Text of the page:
Immunohistochemistry Using Endothelium-Descemet's Membrane Complex
After aqueous sampling, rabbits were euthanatized by intravenous injection of sodium pentobarbital. Immediately thereafter, the corneas were removed and fixed for 10 minutes in 4% paraformaldehyde in PBS. The whole Descemet's membrane with corneal endothelium was carefully peeled from the cornea using a blunt-tip surgical spatula and was placed on the slides (Super Plus; Fisher Scientific) endothelium side up. After washing, the corneal endothelium was permeabilized for 30 minutes with 1% Triton X-100 (Sigma-Aldrich) in PBS at room temperature, and nonspecific IgG binding was blocked with 4% bovine serum albumin in PBS for 1 hour at room temperature. Mouse monoclonal anti–human FGF-2 (Calbiochem, Cambridge, MA) was used as the primary antibody. The slides were incubated with primary antibody (1:200) for 2 hours at room temperature in a moist chamber and then washed with PBS. Next they were incubated with FITC-conjugated secondary antibody (1:200) for 2 hours. After extensive washing, the slides were mounted in a drop of mount medium (Vectashield; Vector Laboratories Inc., Burlingame, CA). Antibody labeling was examined with a fluorescence microscope. To evaluate morphologic changes, corneal endothelium was immunostained with rhodamine-phalloidin (1:200) at 48 hours after transcorneal freezing. 
Protein Preparation and Immunoblot Analysis
The whole corneal endothelium-Descemet's membrane complex was lysed with RIPA lysis and extraction buffer. Concentration of the resultant lysates was assessed with the Bradford protein assay system (Bio-Rad Laboratories, Inc.). The proteins were separated by SDS-PAGE using the discontinuous Tris-glycine buffer systems. Proteins separated by SDS-PAGE were transferred to a 0.22-μm nitrocellulose membrane (Whatman Inc., Florham Park, NJ), and nonspecific binding sites of nitrocellulose membrane were blocked by 5% nonfat milk in PBS containing 0.1% Tween-20. The incubations were performed with primary antibodies (1:2500 dilution) and peroxidase-conjugated secondary antibody (1:5000 dilution). Membranes were treated with enhanced chemiluminescence (ECL) reagent (Amersham Biosciences Corp., Piscataway, NJ) and exposed to ECL film. The relative density of the polypeptide bands detected on ECL film was determined using commercial software (Gel-doc; Bio-Rad Laboratories, Inc.).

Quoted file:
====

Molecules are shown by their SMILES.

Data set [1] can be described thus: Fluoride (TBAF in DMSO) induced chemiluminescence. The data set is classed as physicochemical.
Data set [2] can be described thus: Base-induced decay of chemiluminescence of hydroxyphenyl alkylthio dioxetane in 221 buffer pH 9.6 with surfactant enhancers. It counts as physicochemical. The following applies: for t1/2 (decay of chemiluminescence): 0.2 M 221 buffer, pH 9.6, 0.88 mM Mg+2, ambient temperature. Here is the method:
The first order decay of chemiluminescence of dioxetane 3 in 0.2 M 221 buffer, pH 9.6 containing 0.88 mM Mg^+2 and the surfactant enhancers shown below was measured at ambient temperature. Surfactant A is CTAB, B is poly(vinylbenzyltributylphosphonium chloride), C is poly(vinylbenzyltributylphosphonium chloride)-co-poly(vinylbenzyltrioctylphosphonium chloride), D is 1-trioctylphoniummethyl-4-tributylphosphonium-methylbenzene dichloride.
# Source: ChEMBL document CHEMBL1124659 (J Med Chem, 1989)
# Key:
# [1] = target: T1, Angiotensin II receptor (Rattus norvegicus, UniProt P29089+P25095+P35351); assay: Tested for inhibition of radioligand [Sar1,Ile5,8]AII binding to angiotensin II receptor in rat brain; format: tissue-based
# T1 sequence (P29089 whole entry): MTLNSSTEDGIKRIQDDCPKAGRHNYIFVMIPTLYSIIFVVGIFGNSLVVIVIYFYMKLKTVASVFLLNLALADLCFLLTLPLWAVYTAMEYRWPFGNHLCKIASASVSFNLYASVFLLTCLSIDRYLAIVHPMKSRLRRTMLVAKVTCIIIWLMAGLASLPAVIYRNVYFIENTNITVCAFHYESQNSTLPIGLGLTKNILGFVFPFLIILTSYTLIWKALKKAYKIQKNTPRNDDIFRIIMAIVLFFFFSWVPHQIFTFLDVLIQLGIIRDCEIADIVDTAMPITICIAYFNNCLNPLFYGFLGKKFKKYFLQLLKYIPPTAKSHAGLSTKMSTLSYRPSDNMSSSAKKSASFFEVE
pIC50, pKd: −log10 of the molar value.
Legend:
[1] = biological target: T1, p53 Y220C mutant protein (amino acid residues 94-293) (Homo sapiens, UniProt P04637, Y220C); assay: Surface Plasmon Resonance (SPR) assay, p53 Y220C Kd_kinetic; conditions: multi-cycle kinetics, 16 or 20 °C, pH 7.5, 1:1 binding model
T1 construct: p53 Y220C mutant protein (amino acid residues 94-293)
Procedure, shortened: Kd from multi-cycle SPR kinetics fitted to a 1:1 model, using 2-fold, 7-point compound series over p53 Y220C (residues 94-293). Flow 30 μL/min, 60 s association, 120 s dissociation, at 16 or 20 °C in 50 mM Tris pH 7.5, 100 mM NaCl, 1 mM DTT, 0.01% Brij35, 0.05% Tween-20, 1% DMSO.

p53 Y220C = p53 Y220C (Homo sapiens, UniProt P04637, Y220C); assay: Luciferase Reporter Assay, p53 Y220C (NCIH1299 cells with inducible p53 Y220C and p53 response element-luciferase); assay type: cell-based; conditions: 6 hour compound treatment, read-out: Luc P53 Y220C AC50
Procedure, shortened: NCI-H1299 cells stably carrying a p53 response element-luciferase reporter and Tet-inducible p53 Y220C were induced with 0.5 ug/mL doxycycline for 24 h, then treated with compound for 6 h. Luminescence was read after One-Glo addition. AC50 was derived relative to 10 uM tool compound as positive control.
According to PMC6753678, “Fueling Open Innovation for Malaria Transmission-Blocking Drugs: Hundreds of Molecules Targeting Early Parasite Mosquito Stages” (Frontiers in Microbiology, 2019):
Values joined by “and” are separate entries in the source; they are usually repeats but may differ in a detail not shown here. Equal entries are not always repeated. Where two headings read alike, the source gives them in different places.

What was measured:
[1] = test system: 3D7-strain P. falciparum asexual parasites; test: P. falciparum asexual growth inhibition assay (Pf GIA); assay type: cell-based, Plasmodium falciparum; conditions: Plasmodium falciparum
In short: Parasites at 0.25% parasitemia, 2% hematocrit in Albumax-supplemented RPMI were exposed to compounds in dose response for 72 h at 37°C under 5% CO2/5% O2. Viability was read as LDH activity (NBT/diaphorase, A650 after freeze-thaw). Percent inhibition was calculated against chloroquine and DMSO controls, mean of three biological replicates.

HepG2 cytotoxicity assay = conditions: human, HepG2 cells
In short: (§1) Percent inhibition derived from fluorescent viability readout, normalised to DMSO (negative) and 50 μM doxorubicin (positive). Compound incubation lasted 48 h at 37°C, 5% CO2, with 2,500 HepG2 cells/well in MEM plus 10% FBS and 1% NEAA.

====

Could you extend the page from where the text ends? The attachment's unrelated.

Ex Vivo Incubation of Rabbit Cornea
Rabbit eyes were purchased from Pel Freeze Biologicals (Rogers, AR). Corneas were removed from the eyes, and the whole corneas were placed endothelial side up in individual wells of a 24-well tissue culture plate. Dulbecco's modified Eagle's medium (DMEM; Invitrogen-Gibco, Grand Island, NY) without serum was used for ex vivo incubation. Corneal tissue was treated with IL-1β (5 ng/mL) for 24 hours in the absence of induced injury to evaluate the effects of IL-1β on the corneal endothelium. After 24-hour ex vivo incubation, the endothelium-Descemet's membrane complex was carefully stripped and used for immunohistochemical staining and Western blot analysis, as described earlier. 
Results
Corneal Opacities and Histopathology after Transcorneal Freezing
External photographs were taken at 6, 12, 24, 30, 36, and 48 hours after cryotreatment to evaluate the effect of transcorneal freezing on corneal clarity. At 6 hours after freezing, the rabbit corneas showed mild corneal opacity. The corneal haze continued to increase until 24 hours after cryotreatment and was markedly decreased at 48 hours after freeze injury (Fig. 1A). Hematoxylin and eosin staining of the corneal endothelium-Descemet's membrane complex showed that the corneal endothelium was seriously damaged by freezing at 24 hours after cryotreatment. The wounded area completely lost its corneal endothelial cells and was clearly demarcated from the untreated area. At higher magnification, numerous PMNs were seen to infiltrate the corneal endothelium at the wound area and the wound border. DAPI staining clearly contrasted the polymorphonuclear shape of PMN nuclei to the nuclei of CECs (Fig. 1B).